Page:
• Part 1 (Contracts, Site Requirements,Information Architecture)
  • Part 2 (Hosting and Security)
  • Part 3 (Navigation, Scent)
  • Part 4 (Semantics, Structure vs. Design, Universal design)
  • Part 5 (Interaction, Errors, and Administration)

Once you’ve established your needs document, you should take the time to pick the right server set-up. Different sites need different services — but the right hosting package should always offer certain key elements. Hosting is an integral part of good web site performance, so you should pay close attention to what’s offered.

Hosting and Web Serving Expectations

Although a lot of what I discuss here primarily effects you as a developer, there are always corollary issues: the more time you spend dealing with problems, the less time you’re spending making sure everything else is done right. A slow server is frustrating to your users. Catching these problems in advance can save a lot of everybody’s time.

Big hint: the most important issues aren’t bandwidth, disk space, or cost.

Although making sure that your hosting offers sufficient bandwidth, disk space, and doesn’t break the bank is obviously important, it’s more important that you can do everything you need to with your hosting.

  1. Is your web hosting adaptable? Can you easily change your services as your needs change? It’s not uncommon for a hosting company to only offer a couple of plans — if your site grows, this means you’ll need to change hosts. While this isn’t exactly the end of the world, it’s an inconvenience you shouldn’t need to deal with. If you pick the right host to begin with, you’ll be able to move up the scale as you grow. Give some thought to your need to scale, however – if you’re creating a small website for your local restaurant, it’s unlikely that your site will grow significantly.
  2. Are there “invisible constraints” imposed on your hosting? This is a nasty one, and can be very difficult avoid — but if you know a few key questions to ask, it can help. Among the problems I’ve seen are limitations on the number of emails sent per hour (50 — impossible for the company of 12 who used this hosting,) server process constraints which caused sites to be abruptly shut off because they exceeded a maximum percentage of processor use, and restrictions on use of server-side programming such as not permitting scripts to send e-mail.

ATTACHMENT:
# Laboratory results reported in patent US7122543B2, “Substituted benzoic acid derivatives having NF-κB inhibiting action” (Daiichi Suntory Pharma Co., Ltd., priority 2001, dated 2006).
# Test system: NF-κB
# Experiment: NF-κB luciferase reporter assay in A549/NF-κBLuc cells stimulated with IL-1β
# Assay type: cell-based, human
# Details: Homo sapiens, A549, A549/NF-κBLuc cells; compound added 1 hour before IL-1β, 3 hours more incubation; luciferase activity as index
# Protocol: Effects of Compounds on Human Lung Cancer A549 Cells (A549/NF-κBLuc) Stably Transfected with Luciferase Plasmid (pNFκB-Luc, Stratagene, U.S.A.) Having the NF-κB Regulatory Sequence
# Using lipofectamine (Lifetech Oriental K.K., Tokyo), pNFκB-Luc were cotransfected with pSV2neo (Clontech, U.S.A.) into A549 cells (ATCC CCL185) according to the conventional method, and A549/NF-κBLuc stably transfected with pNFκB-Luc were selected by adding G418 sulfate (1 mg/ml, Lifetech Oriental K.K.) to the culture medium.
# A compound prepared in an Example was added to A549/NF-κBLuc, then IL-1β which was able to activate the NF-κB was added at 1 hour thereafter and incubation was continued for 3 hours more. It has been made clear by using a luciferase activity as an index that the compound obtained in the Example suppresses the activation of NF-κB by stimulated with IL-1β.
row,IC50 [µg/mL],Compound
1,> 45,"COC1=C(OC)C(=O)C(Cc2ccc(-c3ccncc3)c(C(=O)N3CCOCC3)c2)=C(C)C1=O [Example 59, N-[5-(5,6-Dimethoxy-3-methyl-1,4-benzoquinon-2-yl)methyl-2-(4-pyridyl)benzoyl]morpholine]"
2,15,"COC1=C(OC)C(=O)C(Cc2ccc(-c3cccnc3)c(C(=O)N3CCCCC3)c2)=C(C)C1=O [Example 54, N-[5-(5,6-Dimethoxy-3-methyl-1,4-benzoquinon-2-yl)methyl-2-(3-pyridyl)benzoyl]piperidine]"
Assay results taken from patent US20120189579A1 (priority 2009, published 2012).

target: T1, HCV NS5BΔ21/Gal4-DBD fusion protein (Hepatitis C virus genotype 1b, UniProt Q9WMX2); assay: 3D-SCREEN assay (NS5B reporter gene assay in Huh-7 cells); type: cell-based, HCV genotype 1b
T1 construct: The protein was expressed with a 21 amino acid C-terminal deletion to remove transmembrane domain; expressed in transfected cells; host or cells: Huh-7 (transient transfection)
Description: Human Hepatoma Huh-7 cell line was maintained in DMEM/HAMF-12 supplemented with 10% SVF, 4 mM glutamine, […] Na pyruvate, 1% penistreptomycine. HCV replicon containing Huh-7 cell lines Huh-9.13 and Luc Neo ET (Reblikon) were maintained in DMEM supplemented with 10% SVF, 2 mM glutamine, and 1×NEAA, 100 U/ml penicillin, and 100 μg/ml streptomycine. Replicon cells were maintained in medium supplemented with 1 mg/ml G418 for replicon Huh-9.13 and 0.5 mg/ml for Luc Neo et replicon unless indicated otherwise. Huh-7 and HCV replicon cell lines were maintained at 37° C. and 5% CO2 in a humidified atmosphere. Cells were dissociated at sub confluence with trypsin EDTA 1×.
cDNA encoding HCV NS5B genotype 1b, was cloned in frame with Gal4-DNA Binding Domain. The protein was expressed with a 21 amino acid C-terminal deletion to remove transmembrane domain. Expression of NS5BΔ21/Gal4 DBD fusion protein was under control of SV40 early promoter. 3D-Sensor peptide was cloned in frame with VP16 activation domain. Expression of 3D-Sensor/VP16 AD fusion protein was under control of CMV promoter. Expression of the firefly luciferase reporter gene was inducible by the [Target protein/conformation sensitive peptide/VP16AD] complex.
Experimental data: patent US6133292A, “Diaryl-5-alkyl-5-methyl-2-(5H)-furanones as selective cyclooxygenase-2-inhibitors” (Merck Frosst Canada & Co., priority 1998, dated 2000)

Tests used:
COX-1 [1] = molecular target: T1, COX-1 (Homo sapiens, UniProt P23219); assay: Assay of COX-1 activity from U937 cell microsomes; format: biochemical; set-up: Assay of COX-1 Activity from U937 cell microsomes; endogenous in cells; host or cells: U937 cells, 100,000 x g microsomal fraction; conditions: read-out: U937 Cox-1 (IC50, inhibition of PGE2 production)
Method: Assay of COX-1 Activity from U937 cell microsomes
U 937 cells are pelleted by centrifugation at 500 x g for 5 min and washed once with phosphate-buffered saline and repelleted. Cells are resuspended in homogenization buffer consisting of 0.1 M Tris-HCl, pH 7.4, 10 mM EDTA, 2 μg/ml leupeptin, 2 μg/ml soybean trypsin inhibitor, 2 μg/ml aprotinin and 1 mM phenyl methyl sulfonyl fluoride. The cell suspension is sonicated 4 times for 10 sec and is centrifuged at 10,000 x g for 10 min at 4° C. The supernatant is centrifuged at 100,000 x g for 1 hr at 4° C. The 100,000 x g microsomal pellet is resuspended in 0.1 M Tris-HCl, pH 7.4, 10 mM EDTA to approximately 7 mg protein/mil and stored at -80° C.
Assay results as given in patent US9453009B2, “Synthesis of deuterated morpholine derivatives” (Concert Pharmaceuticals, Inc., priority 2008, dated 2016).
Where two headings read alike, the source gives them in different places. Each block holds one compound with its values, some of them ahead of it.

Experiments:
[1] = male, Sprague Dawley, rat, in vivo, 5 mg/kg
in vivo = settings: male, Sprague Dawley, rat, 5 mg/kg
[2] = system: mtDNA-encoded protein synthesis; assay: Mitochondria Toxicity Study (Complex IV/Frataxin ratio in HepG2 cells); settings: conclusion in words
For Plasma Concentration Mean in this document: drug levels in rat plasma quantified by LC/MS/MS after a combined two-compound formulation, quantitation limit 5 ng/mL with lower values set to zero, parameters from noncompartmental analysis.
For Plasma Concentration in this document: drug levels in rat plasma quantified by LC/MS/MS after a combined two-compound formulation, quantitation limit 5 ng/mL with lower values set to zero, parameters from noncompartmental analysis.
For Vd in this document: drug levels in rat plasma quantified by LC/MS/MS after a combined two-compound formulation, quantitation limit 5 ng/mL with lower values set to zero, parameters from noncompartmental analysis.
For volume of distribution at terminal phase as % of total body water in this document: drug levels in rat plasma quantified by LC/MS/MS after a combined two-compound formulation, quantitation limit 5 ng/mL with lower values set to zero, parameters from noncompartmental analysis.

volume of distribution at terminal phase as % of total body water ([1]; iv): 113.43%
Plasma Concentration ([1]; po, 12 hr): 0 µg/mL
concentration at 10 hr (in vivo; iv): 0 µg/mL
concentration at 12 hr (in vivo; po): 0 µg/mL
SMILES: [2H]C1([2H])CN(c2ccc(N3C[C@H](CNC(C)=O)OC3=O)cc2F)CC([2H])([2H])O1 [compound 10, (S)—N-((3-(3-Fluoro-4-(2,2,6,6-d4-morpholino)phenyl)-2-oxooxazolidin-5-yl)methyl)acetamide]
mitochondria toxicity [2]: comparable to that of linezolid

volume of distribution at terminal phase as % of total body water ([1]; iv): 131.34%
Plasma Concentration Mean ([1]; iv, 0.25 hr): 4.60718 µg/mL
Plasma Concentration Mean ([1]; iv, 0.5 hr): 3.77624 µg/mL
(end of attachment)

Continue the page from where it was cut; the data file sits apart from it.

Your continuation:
3. Do they have current version script or database engines? Is your hosting using older versions of PHP (Hypertext PreProcessing), Perl, or other server side scripting languages? Yes, this may not effect you most of the time. However, when it does you’ll be very frustrated.
  4. Do they offer URL (Uniform Resource Locator) Rewriting support? One of the main reasons I frequently recommend that my clients use Linux/Apache based hosting is in one word: .htaccess. Admittedly, there’s a lot more to .htaccess than a few redirects and some URL rewriting, but that is an extremely key functionality. With Windows hosting, URL rewriting can be available through ISAPI Rewrite…but it’s along the lines of “pretty much always” with LAMP hosting and “maybe sometimes” with Windows.
  5. Are databases readily available? Whether it’s MySQL, Posgresql, or anything else, databases are a key element of modern web development practices. If databases aren’t readily available from a hosting company, they shouldn’t be in the running.
  6. Are their servers snappy? It’s nothing special to offer vast tracts of storage space or gobs of bandwidth. Most of the time, hosting services are gambling that the majority of the 400 sites on a server will only use 10-50 Mb of the 100 Gb of storage they’ve been allowed. Realistically speaking, most sites are very small — hosting companies can easily get away with this. However, no hosting company can get away with slow servers. If you can check the server statistics, that’ll help you know what you’re getting into.
  7. What’s their backup policy? Does the company offer backup service on your files and databases? How easily available are the backups? How frequent are they? In case of an emergency, how long would it take to restore your website?